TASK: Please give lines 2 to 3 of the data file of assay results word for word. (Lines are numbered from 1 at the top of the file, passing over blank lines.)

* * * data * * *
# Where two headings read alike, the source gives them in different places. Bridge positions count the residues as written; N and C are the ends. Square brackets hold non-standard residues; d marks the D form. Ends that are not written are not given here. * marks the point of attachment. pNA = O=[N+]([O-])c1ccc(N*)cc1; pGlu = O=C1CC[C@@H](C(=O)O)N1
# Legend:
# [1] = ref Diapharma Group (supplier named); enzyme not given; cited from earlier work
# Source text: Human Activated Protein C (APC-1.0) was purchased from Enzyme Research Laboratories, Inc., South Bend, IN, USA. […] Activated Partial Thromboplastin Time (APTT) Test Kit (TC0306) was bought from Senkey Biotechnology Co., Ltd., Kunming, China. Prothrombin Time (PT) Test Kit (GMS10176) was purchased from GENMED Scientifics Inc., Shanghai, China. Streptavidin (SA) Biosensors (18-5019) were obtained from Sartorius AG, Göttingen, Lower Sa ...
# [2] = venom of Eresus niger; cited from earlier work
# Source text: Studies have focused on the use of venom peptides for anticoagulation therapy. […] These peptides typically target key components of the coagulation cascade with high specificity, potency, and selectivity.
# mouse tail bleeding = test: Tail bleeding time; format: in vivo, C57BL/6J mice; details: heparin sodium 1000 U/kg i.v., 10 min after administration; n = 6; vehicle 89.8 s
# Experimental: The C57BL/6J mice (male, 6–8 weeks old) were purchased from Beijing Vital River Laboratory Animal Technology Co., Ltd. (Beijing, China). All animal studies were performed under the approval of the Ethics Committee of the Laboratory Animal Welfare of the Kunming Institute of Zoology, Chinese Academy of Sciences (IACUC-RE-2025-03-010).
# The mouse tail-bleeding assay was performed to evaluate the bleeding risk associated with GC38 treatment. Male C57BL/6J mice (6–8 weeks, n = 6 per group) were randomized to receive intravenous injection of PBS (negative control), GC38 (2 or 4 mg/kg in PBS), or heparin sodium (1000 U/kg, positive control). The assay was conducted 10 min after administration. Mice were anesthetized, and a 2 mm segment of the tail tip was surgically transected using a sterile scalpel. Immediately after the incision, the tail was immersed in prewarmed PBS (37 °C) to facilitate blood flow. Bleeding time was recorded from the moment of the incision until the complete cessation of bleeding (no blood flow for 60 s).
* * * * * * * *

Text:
# Legend:
# [1] = ref Diapharma Group (supplier named); enzyme not given; cited from earlier work